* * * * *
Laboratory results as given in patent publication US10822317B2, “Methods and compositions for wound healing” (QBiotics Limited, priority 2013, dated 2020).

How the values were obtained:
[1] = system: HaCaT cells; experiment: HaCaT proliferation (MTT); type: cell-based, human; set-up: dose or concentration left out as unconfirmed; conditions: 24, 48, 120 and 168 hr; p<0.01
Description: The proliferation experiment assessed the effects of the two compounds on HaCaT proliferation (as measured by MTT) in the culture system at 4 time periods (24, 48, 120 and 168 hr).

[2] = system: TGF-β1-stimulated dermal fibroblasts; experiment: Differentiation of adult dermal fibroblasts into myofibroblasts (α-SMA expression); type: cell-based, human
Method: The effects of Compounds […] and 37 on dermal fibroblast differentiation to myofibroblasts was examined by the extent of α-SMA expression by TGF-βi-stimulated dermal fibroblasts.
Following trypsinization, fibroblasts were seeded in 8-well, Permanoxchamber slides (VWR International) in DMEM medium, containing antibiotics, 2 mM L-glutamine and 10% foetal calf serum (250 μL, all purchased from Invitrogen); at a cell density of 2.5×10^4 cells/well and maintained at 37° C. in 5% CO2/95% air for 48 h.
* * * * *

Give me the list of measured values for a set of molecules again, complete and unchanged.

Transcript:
Laboratory results as given in patent publication US10822317B2, “Methods and compositions for wound healing” (QBiotics Limited, priority 2013, dated 2020).

How the values were obtained:
[1] = system: HaCaT cells; experiment: HaCaT proliferation (MTT); type: cell-based, human; set-up: dose or concentration left out as unconfirmed; conditions: 24, 48, 120 and 168 hr; p<0.01
Description: The proliferation experiment assessed the effects of the two compounds on HaCaT proliferation (as measured by MTT) in the culture system at 4 time periods (24, 48, 120 and 168 hr).

[2] = system: TGF-β1-stimulated dermal fibroblasts; experiment: Differentiation of adult dermal fibroblasts into myofibroblasts (α-SMA expression); type: cell-based, human
Method: The effects of Compounds […] and 37 on dermal fibroblast differentiation to myofibroblasts was examined by the extent of α-SMA expression by TGF-βi-stimulated dermal fibroblasts.
Following trypsinization, fibroblasts were seeded in 8-well, Permanoxchamber slides (VWR International) in DMEM medium, containing antibiotics, 2 mM L-glutamine and 10% foetal calf serum (250 μL, all purchased from Invitrogen); at a cell density of 2.5×10^4 cells/well and maintained at 37° C. in 5% CO2/95% air for 48 h.